Strong performances help In Secret overcome what might have been a “prestige” retelling of Tyler Perry’s Confessions of a Marriage Counselor. Far from subtle, the film evolves from misfortunate character drama into an edge-of-your-seat thriller that ultimately works, despite some reservations. If anything, the period drama confirms the star power of Elizabeth Olsen and Oscar Isaac, who are both are excellent as an unlikely pair of lovers, each with ambiguous intensions.
Set in the 1860’s and opening in the country, Therese Raquin (Olsen) is abandoned by her father who is in route to Africa for an expedition. Left to live with her aunt, the Madame Raquin (Jessica Lange), she keeps to herself and avoids being an excessive burden to the Madame. Upon news of her father’s passing, Therese is married off to her cousin Camille (Tom Fenton), and the three move to Paris where he’s taken a position as a clerk.
Trapped in a loveless marriage, Therese falls under the spell of dark and mysterious artist turned office clerk, Laurent (Isaac), and they begin engaging in – shall we say – afternoon delights, without the knowledge of Camille or the Madame. Confined to the counter of her aunt’s shop and her loveless marriage, Olsen plays Therese with an interesting moral ambiguity — sympathetic, she’s a victim of her own circumstances and emotions. Adapted by director Charlie Stratton from the novel by Emile Zola and a play by Neal Bell, it’s feelings towards Therese are also slightly ambiguous; evolving as the story continues, it concludes without settling on a perspective, colliding towards a conclusion that in retrospect offers no easy answers.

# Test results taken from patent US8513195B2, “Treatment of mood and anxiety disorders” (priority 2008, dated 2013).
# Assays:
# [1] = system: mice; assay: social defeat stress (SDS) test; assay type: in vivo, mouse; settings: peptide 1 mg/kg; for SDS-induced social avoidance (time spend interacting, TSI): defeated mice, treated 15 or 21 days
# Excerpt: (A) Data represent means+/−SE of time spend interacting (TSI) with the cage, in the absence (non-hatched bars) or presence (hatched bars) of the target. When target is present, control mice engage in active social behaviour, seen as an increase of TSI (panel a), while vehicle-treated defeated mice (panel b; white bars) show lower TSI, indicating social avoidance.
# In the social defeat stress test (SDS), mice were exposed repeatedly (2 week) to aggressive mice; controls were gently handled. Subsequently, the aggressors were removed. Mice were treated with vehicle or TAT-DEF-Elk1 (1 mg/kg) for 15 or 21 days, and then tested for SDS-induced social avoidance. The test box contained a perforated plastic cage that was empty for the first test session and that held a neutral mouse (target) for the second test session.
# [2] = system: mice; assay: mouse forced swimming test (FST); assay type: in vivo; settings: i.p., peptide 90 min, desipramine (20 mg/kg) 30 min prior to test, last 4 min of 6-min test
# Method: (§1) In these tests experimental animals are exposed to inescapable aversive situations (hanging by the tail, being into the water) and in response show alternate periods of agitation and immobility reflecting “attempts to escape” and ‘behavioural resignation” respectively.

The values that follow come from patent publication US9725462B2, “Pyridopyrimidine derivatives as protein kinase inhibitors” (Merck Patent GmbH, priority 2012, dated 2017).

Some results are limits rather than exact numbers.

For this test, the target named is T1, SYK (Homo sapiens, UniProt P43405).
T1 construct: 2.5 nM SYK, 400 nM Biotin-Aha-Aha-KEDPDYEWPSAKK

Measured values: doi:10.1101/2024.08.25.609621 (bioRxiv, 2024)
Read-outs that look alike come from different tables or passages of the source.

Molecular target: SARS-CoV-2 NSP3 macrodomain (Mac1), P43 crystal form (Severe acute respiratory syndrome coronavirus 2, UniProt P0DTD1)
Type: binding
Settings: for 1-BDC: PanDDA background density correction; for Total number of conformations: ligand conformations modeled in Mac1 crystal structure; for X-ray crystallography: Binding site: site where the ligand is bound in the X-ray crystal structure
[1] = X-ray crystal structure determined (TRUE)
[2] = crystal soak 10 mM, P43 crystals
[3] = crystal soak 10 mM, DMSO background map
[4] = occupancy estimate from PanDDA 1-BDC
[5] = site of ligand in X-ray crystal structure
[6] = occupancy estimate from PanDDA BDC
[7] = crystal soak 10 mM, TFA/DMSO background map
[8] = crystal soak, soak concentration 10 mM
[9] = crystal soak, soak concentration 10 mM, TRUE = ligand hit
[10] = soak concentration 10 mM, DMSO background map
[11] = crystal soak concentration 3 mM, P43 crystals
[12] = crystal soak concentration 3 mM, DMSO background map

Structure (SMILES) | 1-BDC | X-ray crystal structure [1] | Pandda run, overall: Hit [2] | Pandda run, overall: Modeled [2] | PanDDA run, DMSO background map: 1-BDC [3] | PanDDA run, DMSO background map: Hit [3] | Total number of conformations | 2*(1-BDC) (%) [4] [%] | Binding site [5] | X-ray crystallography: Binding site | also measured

In the heat of their passion, Therese becomes complicit, if not slightly reluctant, to murder Camille in a boating accident so that she and Laurent can be together. The plot unfolds exactly as expected, and the film evolves from a rather typical romantic drama into a thriller with cords of Edgar Allen Poe’s The Tell-Tale Heart. While obvious, it remains engaging popular entertainment from the first frame, lacking the restraint of Ralph Fiennes’ rather dull The Invisible Women.
Stratton’s film succeeds inspire of its flaws, including moments which are unconvincingly on the nose. For a costume drama, its remarkably unhinged and contemporary, while offering up an arc that, on paper, is rather challenging to perform. Its leads succeed, assisted by lively performances by Shirley Henderson, Matt Lucas, Mackenzie Crook, and John Kavanagh as a group of investigators who are weekly guests of the Raquins for a game of dominos. While the elements aren’t often as neatly assembled as they should be, I give In Secret credit, for it’s surprisingly fun, as imperfect as it is.
In Secret is currently in limited release.